Tiger Woods gave us a ride. Wild and feral, touching every note on the emotional spectrum. The final stop was not the desired destination; that it was even on the manifest is striking. It was a delight to watch.
And, it should be noted, a delight to watch those who watched.
For all its ills, social media provides the perfect communal prism for experiences like Sunday at Carnoustie. At a tournament that markets itself as a global championship, golf fans around the world shared the adventure—in every sense of the word—of Tiger’s run at the claret jug. There were shouts and cries, high-fives and head shakes. The tone was zealous and bombastic and heated and…you know what? Let’s relive Woods’ final round through the eyes of Twitter.
A journey that began not on the first tee but practice area, as the mere sight of Big Cat in Sunday red sent social media into a frenetic state:
His opening tee, which found the short stuff, did little to calm this excitement.
Three opening pars allowed a breath a tranquility. Tranquility that was quickly extinguished with gifs on gifs thanks to two birdies on the next three holes.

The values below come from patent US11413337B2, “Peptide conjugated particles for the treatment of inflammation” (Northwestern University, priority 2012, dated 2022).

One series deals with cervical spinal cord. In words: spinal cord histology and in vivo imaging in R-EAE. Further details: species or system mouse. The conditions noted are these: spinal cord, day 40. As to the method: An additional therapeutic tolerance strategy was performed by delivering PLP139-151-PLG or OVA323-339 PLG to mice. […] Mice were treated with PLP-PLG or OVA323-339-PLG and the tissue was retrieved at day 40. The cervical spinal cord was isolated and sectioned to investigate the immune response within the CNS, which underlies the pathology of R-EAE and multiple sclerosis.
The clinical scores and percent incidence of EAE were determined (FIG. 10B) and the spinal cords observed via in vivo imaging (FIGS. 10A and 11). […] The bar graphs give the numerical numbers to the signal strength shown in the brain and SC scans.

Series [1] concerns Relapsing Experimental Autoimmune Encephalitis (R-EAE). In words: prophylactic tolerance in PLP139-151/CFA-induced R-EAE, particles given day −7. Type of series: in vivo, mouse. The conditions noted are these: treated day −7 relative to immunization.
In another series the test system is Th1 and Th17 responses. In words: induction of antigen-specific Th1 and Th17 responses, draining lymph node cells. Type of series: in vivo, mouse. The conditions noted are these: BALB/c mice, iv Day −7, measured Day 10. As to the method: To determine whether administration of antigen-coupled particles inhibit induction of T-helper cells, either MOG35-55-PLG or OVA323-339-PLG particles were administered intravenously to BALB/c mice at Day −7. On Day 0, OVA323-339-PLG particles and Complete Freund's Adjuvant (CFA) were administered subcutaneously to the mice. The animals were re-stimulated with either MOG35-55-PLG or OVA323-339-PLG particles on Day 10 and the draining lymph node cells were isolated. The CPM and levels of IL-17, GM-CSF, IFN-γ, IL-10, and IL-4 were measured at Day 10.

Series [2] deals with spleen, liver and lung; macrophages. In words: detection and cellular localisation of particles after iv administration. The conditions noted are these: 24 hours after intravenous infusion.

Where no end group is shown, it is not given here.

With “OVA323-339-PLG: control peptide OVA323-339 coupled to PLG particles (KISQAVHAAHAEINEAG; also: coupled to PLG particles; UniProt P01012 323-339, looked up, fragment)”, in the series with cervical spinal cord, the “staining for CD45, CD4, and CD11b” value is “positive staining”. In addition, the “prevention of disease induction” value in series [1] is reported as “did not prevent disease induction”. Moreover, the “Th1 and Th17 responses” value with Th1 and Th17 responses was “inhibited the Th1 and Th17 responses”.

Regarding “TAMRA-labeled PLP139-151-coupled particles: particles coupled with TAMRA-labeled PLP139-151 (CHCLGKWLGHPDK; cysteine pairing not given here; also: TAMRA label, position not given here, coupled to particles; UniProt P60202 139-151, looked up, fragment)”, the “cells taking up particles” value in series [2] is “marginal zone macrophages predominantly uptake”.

Coupled with issues from co-leaders Jordan Spieth and Xander Schauffele, Woods found himself on top of the Open leader board. And though we hate the, “So-and-so broke the Internet” trope, well, Tiger on the prowl seemingly broke the Internet:
Hell, even Ian Poulter got into it:
But, following a string of pars, Woods doubled the 11th and bogeyed the 12th. A fall which turned Twitter turned into a hormonal teenager who just lost car privileges for the weekend.
That Francesco Molinari—more like Moli-par-i, am I right?—was painstakingly shoveling dirt on dreams of No. 15 didn’t help.
There was a brief revival of hope following a birdie at the 14th, yet Woods failed to post red figures on the following three holes. Bringing us to the 18th, where Tiger needed a birdie, combined with a Molinari mess-up, to harbor any hope. But in the middle of his backswing a fan cried out, causing Tiger to flail his tee shot right. While it stayed in the fairway, Tiger fans—passionate crowd, those Tiger fans—considered it casus belli.
Ultimately it didn’t matter, as Woods stuck his approach on the final hole but missed the putt, while Molinari proved himself an unflappable foe with a closing birdie. For all the twists and twirls, Tiger finished with an even-par 71, leaving him in a tie for sixth. Nevertheless, it was a performance that earned the utmost regard and admiration from his observers.
An experience perhaps best summed up here.
And, just as importantly, one that brings this expansive, provincial world together.